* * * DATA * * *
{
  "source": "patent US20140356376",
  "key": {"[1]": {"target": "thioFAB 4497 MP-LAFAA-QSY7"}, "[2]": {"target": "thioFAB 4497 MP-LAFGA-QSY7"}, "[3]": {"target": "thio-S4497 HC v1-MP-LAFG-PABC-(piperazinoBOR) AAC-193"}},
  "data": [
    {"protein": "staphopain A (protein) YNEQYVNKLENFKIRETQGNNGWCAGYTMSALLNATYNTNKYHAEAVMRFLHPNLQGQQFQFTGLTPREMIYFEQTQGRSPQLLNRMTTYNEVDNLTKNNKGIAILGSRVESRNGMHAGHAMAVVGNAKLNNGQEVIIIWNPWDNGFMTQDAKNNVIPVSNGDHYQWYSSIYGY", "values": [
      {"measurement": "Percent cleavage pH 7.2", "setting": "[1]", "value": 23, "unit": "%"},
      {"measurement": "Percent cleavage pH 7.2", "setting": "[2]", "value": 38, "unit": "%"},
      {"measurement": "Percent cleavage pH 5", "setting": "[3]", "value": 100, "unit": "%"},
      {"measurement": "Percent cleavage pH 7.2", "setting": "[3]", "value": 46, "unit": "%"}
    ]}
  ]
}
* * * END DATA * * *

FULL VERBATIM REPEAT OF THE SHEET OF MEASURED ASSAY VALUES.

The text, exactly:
{
  "source": "patent US20140356376",
  "key": {"[1]": {"target": "thioFAB 4497 MP-LAFAA-QSY7"}, "[2]": {"target": "thioFAB 4497 MP-LAFGA-QSY7"}, "[3]": {"target": "thio-S4497 HC v1-MP-LAFG-PABC-(piperazinoBOR) AAC-193"}},
  "data": [
    {"protein": "staphopain A (protein) YNEQYVNKLENFKIRETQGNNGWCAGYTMSALLNATYNTNKYHAEAVMRFLHPNLQGQQFQFTGLTPREMIYFEQTQGRSPQLLNRMTTYNEVDNLTKNNKGIAILGSRVESRNGMHAGHAMAVVGNAKLNNGQEVIIIWNPWDNGFMTQDAKNNVIPVSNGDHYQWYSSIYGY", "values": [
      {"measurement": "Percent cleavage pH 7.2", "setting": "[1]", "value": 23, "unit": "%"},
      {"measurement": "Percent cleavage pH 7.2", "setting": "[2]", "value": 38, "unit": "%"},
      {"measurement": "Percent cleavage pH 5", "setting": "[3]", "value": 100, "unit": "%"},
      {"measurement": "Percent cleavage pH 7.2", "setting": "[3]", "value": 46, "unit": "%"}
    ]}
  ]
}